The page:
3. "This Is Not a Prologue": Paradoxy and the Prologue to Don Quixote Part I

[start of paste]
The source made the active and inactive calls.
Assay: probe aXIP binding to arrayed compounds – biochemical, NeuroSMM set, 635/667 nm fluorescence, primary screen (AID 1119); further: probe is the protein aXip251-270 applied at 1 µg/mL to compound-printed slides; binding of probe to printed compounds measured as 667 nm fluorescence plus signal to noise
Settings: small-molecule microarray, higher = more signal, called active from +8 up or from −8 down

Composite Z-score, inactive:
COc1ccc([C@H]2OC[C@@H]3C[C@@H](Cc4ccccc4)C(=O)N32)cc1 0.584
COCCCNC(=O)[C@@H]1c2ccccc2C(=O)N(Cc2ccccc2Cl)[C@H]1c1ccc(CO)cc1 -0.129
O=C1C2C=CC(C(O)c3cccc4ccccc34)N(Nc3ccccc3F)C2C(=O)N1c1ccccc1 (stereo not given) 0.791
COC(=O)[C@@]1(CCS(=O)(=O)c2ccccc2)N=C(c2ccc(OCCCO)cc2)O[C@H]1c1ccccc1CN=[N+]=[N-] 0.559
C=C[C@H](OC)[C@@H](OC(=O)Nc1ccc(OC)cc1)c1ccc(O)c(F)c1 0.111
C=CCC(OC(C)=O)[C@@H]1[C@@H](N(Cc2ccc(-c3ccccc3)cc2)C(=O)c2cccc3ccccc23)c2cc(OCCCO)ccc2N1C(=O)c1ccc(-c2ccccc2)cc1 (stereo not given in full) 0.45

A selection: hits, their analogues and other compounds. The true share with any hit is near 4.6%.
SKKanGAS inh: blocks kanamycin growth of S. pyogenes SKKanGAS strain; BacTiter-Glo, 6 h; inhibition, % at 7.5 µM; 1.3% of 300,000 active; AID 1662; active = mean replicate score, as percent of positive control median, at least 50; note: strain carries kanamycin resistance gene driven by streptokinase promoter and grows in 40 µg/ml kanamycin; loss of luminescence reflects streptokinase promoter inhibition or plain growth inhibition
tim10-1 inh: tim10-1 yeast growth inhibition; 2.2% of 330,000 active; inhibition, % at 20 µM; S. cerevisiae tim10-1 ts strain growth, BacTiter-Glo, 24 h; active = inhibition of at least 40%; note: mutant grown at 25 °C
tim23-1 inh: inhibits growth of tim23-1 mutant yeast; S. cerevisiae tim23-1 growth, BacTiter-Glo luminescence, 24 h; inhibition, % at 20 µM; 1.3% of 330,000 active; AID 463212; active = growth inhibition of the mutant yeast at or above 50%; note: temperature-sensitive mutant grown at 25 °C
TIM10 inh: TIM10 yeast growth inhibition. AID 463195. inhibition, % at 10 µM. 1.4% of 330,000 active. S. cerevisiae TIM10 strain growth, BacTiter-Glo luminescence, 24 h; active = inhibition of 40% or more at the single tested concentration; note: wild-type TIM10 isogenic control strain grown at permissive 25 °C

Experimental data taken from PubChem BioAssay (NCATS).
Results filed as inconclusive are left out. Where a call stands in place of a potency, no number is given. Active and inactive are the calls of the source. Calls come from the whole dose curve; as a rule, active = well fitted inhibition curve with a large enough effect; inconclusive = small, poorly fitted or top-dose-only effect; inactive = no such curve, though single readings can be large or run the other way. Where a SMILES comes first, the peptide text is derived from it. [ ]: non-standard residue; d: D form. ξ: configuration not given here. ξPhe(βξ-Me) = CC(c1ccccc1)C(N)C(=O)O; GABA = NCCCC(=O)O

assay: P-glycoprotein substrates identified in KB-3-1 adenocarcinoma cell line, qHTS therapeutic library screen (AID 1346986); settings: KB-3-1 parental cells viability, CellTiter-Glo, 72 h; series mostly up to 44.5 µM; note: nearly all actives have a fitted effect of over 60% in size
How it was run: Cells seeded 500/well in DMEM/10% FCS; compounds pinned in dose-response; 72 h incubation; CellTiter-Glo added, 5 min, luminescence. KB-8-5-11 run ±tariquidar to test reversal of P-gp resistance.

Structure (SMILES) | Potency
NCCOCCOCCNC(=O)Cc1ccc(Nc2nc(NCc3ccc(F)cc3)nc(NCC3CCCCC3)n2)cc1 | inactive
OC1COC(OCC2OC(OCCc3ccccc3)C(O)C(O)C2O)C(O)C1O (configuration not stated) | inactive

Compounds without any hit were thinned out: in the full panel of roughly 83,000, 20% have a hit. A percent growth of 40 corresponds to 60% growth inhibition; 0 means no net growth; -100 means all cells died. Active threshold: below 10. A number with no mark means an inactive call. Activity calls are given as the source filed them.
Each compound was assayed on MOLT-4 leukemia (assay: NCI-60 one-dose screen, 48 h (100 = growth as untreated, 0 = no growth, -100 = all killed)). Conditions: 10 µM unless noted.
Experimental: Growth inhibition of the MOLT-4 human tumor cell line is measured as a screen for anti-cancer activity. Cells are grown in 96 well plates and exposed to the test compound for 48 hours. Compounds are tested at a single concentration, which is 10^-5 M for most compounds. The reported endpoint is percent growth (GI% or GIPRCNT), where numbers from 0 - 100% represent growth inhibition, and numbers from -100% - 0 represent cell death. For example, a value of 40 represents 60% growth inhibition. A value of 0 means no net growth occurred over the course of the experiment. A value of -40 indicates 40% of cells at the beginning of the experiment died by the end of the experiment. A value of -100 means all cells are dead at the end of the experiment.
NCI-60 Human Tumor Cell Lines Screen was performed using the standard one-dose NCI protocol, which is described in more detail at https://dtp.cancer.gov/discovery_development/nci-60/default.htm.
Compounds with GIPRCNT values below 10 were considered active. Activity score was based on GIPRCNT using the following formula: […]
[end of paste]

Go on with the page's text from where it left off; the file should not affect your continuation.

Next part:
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INVEN lNG A TALE, INVENTIN A SELF "This Is Not a Prologue" Paradoxy and the Prologue to Don Quixote, Part I A Typology of Renaissance Paradoxy As suggested at the beginning of the previous chapter, despite the important precedents documented there, a true epidemic of paradoxical discourse occurs later in Spain than in the rest of Europe. Yet, when it does break out, near the beginning of the seventeenth century, that epidemic is no less extreme than elsewhere . Indeed, paradoxy lies at the heart of the poetic imagination, or ingenio, belonging to Spain's late Renaissance and Baroque period, during which periods it would prove difficult, if not impossible, to identify a major Spanish author for whom paradox was not a governing trope. Critics have suggested a host of classifications for different "types" of paradoxical discourse which prevailed in the Renaissance. Colie provides the most comprehensive grouping, devoting the different parts of her study to paradoxes 76 Inventing a Tale, Inventing a Self that she identifies as "rhetorical," "psychological," "ontological," and "epistemological " (1966). Yet she does not seem to intend her designations as systematic categories of paradoxical types. For example, in her superb study, "rhetorical paradox" refers to the genre of the paradoxical encomium as well as the artistic practice of rhypography, regardless of genre. Her designations "ontological paradox " and "psychological paradox" derive from the subject matter being discussed in a paradoxical fashion. Last, she uses "epistemological paradox" largely in connection with a particular effect of paradoxical discourse: namely, that of forcing the beholder to "question the process of human thought, as well as the categories thought out (by human thought) to express human thought" (1966, 7). Without denying the utility of Colie's designations, and without denying that one may classify the subject in more than one way, I would suggest that the tradition of paradoxy inherited by Renaissance and Baroque authors reveals five topical strains that bear on the general subject matter that those authors discuss or dramatize in their works. First, what one may call an ontologicalor metaphysical strain of paradoxy treats of transcendental questions relating to the ultimate nature of being and, therefore, to the nature of truth, beauty, goodness, the One, and God. The resort to paradoxy in such matters results from the simultaneous necessity and inability of time-bound discourse to express what are thought to be eternal, nondiscursive verities. A writer adopts a discourse of paradoxy because finite categories of language and logic fail to encompass, signify, or even approach the infinite, except through negative assertions or the ultimately nonsensical method of the via negativa. To the degree that such discourse bears on earthly phenomena, it does so through the prism of the transcendental questions . Ontological paradoxy underscores the status of earthly matters as appearances ("images" in the language of Cusanus), or as imperfect manifestations of ultimate being and being's intangible, "transcendental" aspects: Truth, Beauty, Goodness, and Oneness. In the West, this strain of paradoxy originates in the questions that Plato discusses in the Parmenides concerning being and nonbeing, likeness and unlikeness, or the one and the many. And ontological paradoxy reaches Renaissance and Baroque authors after having been Christianized by such mystical writers as Pseudo-Dionysius and Nicolaus Cusanus. Second, a cosmological strain of paradoxy treats specifically of the temporal rather than eternal order. To be sure, this strain of paradoxy among Renaissance and Baroque authors is predicated upon the assumption that the temporal order represents an imperfect manifestation of the transcendent (the One, God, Truth, Being). Further, as part of its imperfection, that temporal order remains unstable and in motion, resulting in a discordia concors, or a perennially unfolding admixture of contraries (coincidentia oppositorum). Nonetheless, this cosmological "This Is Not a Prologue" 77 strain of paradoxy arises when an author devotes direct attention to earthly phenomena , and only secondary attention to the relation between the temporal order and transcendent "reality." And yet, because of its relation to transcendent reality, together with its status as an unfolding of nonexclusive opposites in time, the cosmos remains a continuing source of wonderment (admiratio). To varying degrees, mystical authors (Plato, Psuedo-Dionysius, Cusanus, et al.) tend to downplay the importance of the ephemeral and the mutable world, often insisting that it is wholly or chiefly a site of deceitful shimmer and vanity. This largely Platonist tradition reaches an extreme in the Spanish, Baroque idea of the world as a source of"illusion" (engafio). Yet, Renaissance writers generally show a more naturalist tendency (particularly the...